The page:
Just make it happen

Ready or not, here comes the new year. It seems with each of the passing three years, everybody has said, “Man, I am so happy to see this one go by.” Well, I have a bit of disturbing news, it will be like this for quite some time to come unless we keep up the battle.

In the past two weeks I have uncovered a couple bits of troubling information that we really need to set as our discussion going forward: population control, food waste and food availability.

First, let me share some stark statistics that I have learned from Kip Tom, former ambassador to the World Food Programme. He once told me that in 1920 the world population was 2 billion people and 80% of the population had some level of food insecurity. In today’s world, we have nearly 8 billion people on earth and 20% of the population has a food security issue. That doesn’t mean they have starvation issues, they are just not always sure where their next meal will come from.

We would not have a food production problem if we could keep all the governments of the world out of the way.

Recently I found current statistics that lead us to understand that 1 out of every 3 pounds of food produced is not eaten by humans. In fact, it is not even disputed that 1.3 billion tons of food per year, valued at approximately $1 trillion, goes to waste. There is so much food waste in landfills that it is emitting carbon dioxide at the level equivalent to that of the third largest CO2 emitting country in the world.

A report issued by President Richard Nixon in 1969 talked about “the problem” of population growth. President Nixon’s words in 1969 served as a precursor to his formation of a commission to study America’s “population problem,” a group tasked with the goal of achieving “population stabilization” by the dawn of the 21st Century.

I have read the entire 57-page report issued by Nixon and it speaks to the importance of government controlling everything from reproduction to diet to restricting family reunions. The conclusion of this report created a committee and none other than John D. Rockefeller III was tasked as the chairman of the Population Control Commission.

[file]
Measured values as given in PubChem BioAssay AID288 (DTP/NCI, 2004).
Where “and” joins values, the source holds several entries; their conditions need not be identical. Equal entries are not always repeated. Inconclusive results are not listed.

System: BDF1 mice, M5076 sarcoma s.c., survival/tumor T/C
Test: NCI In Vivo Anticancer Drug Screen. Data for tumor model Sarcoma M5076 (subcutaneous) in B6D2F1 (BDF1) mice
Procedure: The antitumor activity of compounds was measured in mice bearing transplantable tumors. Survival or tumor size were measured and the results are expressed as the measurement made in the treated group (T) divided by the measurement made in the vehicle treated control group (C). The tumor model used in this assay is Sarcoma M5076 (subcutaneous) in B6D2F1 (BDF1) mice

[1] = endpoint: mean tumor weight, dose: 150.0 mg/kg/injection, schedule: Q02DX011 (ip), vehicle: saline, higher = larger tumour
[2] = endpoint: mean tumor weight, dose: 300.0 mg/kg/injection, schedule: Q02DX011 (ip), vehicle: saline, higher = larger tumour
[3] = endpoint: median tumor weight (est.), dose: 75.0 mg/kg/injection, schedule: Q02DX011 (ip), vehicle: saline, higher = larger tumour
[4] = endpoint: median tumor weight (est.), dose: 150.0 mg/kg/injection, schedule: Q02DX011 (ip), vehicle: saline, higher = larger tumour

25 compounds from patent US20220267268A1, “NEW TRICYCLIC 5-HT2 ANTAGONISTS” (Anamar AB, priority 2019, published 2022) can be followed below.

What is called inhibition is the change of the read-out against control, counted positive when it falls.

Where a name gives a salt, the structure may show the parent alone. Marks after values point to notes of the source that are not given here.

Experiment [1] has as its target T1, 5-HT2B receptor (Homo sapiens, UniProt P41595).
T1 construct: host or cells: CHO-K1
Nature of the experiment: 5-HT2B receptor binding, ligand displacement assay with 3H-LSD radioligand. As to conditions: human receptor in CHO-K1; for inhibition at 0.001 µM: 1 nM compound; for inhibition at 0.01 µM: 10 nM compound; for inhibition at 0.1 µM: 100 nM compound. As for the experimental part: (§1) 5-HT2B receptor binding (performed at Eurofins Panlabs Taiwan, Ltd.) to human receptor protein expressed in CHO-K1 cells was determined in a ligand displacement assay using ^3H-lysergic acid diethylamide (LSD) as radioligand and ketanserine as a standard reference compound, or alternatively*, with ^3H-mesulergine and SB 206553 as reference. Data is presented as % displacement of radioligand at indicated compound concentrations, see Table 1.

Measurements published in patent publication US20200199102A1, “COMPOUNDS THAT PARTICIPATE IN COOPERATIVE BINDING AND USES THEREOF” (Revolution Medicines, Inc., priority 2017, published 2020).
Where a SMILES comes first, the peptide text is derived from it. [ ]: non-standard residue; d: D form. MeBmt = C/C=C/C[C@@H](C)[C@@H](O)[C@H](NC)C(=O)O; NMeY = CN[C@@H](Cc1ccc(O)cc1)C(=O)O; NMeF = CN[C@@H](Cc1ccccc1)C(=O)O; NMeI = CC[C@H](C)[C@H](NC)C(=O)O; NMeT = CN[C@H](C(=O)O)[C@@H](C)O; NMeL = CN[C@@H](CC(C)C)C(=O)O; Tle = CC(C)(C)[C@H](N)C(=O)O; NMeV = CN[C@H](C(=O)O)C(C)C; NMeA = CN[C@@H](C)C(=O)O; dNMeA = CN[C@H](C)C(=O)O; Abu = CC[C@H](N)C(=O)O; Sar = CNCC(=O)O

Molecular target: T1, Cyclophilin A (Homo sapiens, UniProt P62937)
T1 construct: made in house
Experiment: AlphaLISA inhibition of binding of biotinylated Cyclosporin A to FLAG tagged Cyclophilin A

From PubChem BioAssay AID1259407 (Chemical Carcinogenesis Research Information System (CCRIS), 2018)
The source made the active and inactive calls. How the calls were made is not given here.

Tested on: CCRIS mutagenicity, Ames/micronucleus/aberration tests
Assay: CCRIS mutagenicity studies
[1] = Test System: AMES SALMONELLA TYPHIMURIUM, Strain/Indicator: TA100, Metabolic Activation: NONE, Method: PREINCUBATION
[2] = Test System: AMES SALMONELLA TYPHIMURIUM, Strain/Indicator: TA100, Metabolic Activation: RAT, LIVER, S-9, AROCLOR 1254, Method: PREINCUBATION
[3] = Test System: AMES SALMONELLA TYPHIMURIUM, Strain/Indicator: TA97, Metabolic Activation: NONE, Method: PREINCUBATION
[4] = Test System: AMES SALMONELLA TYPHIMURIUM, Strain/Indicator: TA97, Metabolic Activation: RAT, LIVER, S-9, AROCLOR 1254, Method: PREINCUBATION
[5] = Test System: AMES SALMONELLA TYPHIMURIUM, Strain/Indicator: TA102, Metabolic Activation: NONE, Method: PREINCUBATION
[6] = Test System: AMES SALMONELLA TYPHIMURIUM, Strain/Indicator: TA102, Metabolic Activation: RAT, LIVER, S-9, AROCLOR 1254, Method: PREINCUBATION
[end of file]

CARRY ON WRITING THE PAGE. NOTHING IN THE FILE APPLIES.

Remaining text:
In 1972, Rockefeller issued the commission’s report, which included this statement. “After two years of concentrated effort, we have concluded that, in the long run, no substantial benefits will result from further growth of the nation’s population, rather that the gradual stabilization of our population through voluntary means would contribute significantly to the nation’s ability to solve its problems.”

It is reported that because Nixon was focused on re-election at that time, he rejected the findings but if you follow what has been happening since 1972, we have been living it.

Here is the real moral of the story. We have no problem creating innovation that will continue to produce more food with fewer inputs. Although, like in many matters these days, common sense and reality don’t seem to play a role. If the leaders of the world really wanted to feed people adequately, they would first look at food waste and even better they would just get out of the way and let us make it happen. That, my friends, is our mission statement for 2023: Just make it happen.

Editor’s note: The views expressed here are the author’s own and do not represent the views of High Plains Journal. Trent Loos is a sixth generation United States farmer, host of the daily radio show, Loos Tales, and founder of Faces of Agriculture, a non-profit organization putting the human element back into the production of food. Get more information at www.LoosTales.com, or email Trent at [email protected]